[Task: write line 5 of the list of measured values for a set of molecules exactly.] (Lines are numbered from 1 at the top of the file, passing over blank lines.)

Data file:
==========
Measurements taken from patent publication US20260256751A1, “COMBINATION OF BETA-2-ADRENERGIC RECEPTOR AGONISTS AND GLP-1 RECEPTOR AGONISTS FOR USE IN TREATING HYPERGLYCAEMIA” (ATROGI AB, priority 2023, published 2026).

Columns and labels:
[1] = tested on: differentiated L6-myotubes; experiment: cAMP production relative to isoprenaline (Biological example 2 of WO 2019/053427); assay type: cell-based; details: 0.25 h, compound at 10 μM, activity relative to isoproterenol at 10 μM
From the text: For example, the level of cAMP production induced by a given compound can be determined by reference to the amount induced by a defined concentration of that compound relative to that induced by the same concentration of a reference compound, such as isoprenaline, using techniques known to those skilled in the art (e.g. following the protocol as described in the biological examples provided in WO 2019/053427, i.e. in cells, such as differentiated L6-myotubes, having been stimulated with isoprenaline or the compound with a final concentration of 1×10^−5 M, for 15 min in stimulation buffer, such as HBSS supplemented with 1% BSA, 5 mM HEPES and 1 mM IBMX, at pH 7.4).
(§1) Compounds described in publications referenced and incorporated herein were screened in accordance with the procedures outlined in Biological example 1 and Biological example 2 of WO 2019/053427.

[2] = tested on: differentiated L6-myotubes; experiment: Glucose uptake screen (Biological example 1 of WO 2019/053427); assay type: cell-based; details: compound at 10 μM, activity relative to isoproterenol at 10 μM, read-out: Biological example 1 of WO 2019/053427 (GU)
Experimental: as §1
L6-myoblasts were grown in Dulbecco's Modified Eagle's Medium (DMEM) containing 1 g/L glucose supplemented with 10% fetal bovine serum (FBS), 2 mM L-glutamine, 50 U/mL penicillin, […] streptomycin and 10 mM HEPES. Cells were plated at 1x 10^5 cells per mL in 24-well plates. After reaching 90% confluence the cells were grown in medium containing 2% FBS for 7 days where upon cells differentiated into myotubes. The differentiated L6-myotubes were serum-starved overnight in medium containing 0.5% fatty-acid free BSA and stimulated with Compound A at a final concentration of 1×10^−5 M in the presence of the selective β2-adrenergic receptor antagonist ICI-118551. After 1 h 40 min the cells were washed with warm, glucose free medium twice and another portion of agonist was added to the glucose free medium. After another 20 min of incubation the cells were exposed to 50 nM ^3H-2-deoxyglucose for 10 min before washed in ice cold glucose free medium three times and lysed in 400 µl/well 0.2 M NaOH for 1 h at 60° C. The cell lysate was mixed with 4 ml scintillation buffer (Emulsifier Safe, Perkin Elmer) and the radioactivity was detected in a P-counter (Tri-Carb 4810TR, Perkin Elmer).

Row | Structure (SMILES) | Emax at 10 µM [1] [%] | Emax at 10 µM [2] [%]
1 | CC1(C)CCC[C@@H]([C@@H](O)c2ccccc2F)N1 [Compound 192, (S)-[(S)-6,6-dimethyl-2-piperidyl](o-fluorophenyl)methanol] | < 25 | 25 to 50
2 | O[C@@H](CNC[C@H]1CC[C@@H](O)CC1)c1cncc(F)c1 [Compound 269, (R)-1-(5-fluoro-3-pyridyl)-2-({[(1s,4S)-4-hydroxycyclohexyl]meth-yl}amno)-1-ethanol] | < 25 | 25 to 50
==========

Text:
(§1) Compounds described in publications referenced and incorporated herein were screened in accordance with the procedures outlined in Biological example 1 and Biological example 2 of WO 2019/053427.